You might also like to read:

Avoiding HyperboleAvoiding Hyperbole

OK, right, it’s been so long since the last post that even my backup program is writing me off as too far gone. Too bad, Updraft, back to work, you lazy batch of code.

True, some comets hare off to interstellar space on hyperbolic orbits. However, two or three things:
1) There’s much to be said for the sweet homey stability of an elliptical orbit.
2) On a hyperbola, there are two arms, and who’s to say if you’re on the right one?
3) My top speed is less than 2 m/sec whereas an escape trajectory on Earth demands moving at about 11,500 m/sec.
4) I’m not actually a comet, I’m a human being who is interested in comets both as astronomical objects and as metaphorical images.
5) That’s four or five things.

Aiee Hyperbola Wiki

Redlining on a hyperbola. Aieeee!

Stuff happens, and it’s not exactly a huge crime to neglect a blog that no-one is reading. Last year, I whined about the inconveniences of having a broken arm. Well, there’s worse stuff than a broken arm. Besides, I needed time to read other people’s websites. Like catching up on the doings at Gunnerkrig Court. Like reading anything about robots that turns up on IEEE Spectrum. Or reliving grad school days on Jorge Chan’s Ph.D. comic. Or vacillating between reading Allie Brosh’s hardcopy book or her online stories at Hyperbole-and-a-Half.

In the meantime, I’ve managed to keep up a little better on the easier-to-maintain Facebook & twitter side of things, under the Pixel Gravity moniker.

But it’s time to dump more stuff out on the world and see if anyone who isn’t a spammer notices.

Here’s the deal:  I’ve got a year’s worth of science projects for kids that I want to share.  Maybe they’ll be a book too, some day.  (Insert self-knowing laugh here.)  I’m a year behind on delivering my Grand Canyon stories & pictures, which I promised my fellow-travellers would be “up” by the end of last summer.   But there’s other stuff I want to address as well.  So there will be a little discipline applied, in a way that would help any of my imaginary readers look ahead for the next entry in a category of interest.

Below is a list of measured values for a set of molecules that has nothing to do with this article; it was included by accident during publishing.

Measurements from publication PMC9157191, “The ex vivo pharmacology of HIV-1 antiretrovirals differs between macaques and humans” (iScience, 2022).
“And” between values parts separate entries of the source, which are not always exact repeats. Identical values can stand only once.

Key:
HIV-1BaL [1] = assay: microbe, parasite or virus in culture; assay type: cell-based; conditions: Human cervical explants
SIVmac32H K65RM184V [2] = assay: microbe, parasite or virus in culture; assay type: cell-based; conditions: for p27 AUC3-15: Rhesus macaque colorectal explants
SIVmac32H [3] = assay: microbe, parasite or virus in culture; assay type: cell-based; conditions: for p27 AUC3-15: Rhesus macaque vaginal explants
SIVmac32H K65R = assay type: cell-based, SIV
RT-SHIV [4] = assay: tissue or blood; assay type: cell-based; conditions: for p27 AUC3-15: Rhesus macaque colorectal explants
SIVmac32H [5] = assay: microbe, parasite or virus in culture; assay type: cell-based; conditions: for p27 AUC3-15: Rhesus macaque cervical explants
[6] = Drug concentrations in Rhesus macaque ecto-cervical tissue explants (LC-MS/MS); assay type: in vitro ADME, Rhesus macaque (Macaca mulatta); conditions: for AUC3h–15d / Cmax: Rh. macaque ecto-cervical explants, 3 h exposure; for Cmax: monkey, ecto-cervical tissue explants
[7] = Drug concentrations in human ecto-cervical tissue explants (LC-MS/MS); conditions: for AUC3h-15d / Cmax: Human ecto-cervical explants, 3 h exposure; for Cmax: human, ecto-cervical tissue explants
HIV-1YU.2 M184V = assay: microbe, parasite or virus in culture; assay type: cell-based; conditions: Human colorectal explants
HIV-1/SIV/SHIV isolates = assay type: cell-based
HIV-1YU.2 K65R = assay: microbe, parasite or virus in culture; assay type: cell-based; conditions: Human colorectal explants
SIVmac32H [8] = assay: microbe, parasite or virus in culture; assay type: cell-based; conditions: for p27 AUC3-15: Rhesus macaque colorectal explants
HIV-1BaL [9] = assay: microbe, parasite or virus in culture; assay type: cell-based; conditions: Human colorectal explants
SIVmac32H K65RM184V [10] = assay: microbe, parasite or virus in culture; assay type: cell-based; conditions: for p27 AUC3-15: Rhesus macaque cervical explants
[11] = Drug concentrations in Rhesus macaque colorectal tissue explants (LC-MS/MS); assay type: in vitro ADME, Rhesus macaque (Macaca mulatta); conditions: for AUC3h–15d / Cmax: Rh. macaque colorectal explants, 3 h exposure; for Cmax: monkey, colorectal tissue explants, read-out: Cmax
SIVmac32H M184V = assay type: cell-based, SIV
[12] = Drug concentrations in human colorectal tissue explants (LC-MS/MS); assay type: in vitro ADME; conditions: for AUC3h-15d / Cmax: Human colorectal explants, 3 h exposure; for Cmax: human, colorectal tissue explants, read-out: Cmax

First week of the month:  One “Messy Monday” project

Second week:  One “Grand Canyon” entry–either a half-day of storytelling or a photo album.

Third week:  Science & fiction stuff–the science fairly topical, the fiction

Fourth week:  An extra week to play catch up, first on the Grand Canyon, and later on Messy Monday, but also a piece of flexible time for interesting stuff of the moment.  For instance, Memorial Day Weekend will yield four days of BayCon 2014.

Next up:  Comets in orbit…

 

 

 

What’s with the weird words?What’s with the weird words?

Translations In the Real World
(Photo by Tflanagan at KSU, Saudi Arabia,
Creative Commons CC BY-SA 3.0)

One of the first things people ask me when they read certain of my stories is “What’s the right way to pronounce all these weird words?”  My stock answer is:  “However you like! It’s all made up, whatever sounds right inside your head is fine by me.”

Starting the process of doing an audio book for All That Was Asked has forced me to face the fact that, well, really there is a “right” way.  For one thing, the story centers on language–in fact, the working title of the book was “Translations by Ansegwe.” In general, for the stories where I have a made-up culture with their own language or an “evolved” culture that’s grown from more-or-less familiar cultures but uses a language other than English as their root language, I do know how those words should be pronounced. I’m that wonky sort that blows off an entire afternoon at Worldcon to attend a linguistics workshop, so, well, that’s where I’m coming from. 

In the real world, I know French pretty well, I watch a lot of foreign-language TV (though of course I’m relying on subtitles), I live in place where I hear Spanish and Russian regularly, and I have technical-world acquaintances with a great variety of language “homes” from India to Europe to Africa to both Chinas.  I’ve struggled to learn a smattering of my culture-base language–Gaelic. And I grew up being hauled around to various places in the U.S. and England.  I even still “hear” (and alas for spell-checkers, spell) most English as Brit-style.  End result:  I love the interplay of languages and the way everyone talks. I do not claim to be a polyglot, but I’m a diligent researcher and I just love all those sounds.

In my writing, most of the problematic words are names, because I think of such stories as having been “translated” from the alien/alternate history language set.  Names tend to get left over after a translation, because even if I’m translating a story from French to English, I wouldn’t change “Tourenne” to “Terence” or “Gervais” to Gerald, because a) the names aren’t really the same and b) the sounds of names add the flavor of a language without requiring a reader to actually know a foreign tongue directly. Spoiler? My current work-in-progress has characters named Tourenne and Gervais, and they live in a francophone culture that doesn’t exist anywhere in the real world.